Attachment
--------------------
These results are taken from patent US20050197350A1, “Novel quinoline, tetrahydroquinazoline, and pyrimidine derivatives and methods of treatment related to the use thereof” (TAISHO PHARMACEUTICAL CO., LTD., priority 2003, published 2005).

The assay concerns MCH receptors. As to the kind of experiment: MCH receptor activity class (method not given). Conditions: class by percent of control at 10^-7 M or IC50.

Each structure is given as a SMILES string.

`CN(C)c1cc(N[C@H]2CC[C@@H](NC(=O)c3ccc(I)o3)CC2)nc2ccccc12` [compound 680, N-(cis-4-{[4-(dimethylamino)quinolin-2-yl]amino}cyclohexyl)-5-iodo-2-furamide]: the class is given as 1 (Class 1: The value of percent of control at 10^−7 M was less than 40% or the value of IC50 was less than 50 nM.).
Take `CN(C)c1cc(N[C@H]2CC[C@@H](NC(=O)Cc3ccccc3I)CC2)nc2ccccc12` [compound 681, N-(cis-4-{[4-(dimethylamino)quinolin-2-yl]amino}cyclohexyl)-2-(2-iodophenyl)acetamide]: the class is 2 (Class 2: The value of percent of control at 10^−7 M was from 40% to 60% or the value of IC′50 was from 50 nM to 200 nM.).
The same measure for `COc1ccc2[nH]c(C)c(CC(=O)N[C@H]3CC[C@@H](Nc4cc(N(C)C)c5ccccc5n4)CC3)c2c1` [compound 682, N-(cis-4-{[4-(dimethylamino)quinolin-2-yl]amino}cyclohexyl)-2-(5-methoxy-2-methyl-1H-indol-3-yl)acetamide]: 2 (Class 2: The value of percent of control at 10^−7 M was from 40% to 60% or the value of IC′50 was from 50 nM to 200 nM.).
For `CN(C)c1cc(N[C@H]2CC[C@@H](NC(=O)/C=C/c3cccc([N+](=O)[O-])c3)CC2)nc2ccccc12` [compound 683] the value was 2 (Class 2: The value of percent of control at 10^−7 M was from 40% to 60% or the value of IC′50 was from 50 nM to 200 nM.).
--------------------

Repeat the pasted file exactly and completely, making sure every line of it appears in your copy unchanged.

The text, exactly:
These results are taken from patent US20050197350A1, “Novel quinoline, tetrahydroquinazoline, and pyrimidine derivatives and methods of treatment related to the use thereof” (TAISHO PHARMACEUTICAL CO., LTD., priority 2003, published 2005).

The assay concerns MCH receptors. As to the kind of experiment: MCH receptor activity class (method not given). Conditions: class by percent of control at 10^-7 M or IC50.

Each structure is given as a SMILES string.

`CN(C)c1cc(N[C@H]2CC[C@@H](NC(=O)c3ccc(I)o3)CC2)nc2ccccc12` [compound 680, N-(cis-4-{[4-(dimethylamino)quinolin-2-yl]amino}cyclohexyl)-5-iodo-2-furamide]: the class is given as 1 (Class 1: The value of percent of control at 10^−7 M was less than 40% or the value of IC50 was less than 50 nM.).
Take `CN(C)c1cc(N[C@H]2CC[C@@H](NC(=O)Cc3ccccc3I)CC2)nc2ccccc12` [compound 681, N-(cis-4-{[4-(dimethylamino)quinolin-2-yl]amino}cyclohexyl)-2-(2-iodophenyl)acetamide]: the class is 2 (Class 2: The value of percent of control at 10^−7 M was from 40% to 60% or the value of IC′50 was from 50 nM to 200 nM.).
The same measure for `COc1ccc2[nH]c(C)c(CC(=O)N[C@H]3CC[C@@H](Nc4cc(N(C)C)c5ccccc5n4)CC3)c2c1` [compound 682, N-(cis-4-{[4-(dimethylamino)quinolin-2-yl]amino}cyclohexyl)-2-(5-methoxy-2-methyl-1H-indol-3-yl)acetamide]: 2 (Class 2: The value of percent of control at 10^−7 M was from 40% to 60% or the value of IC′50 was from 50 nM to 200 nM.).
For `CN(C)c1cc(N[C@H]2CC[C@@H](NC(=O)/C=C/c3cccc([N+](=O)[O-])c3)CC2)nc2ccccc12` [compound 683] the value was 2 (Class 2: The value of percent of control at 10^−7 M was from 40% to 60% or the value of IC′50 was from 50 nM to 200 nM.).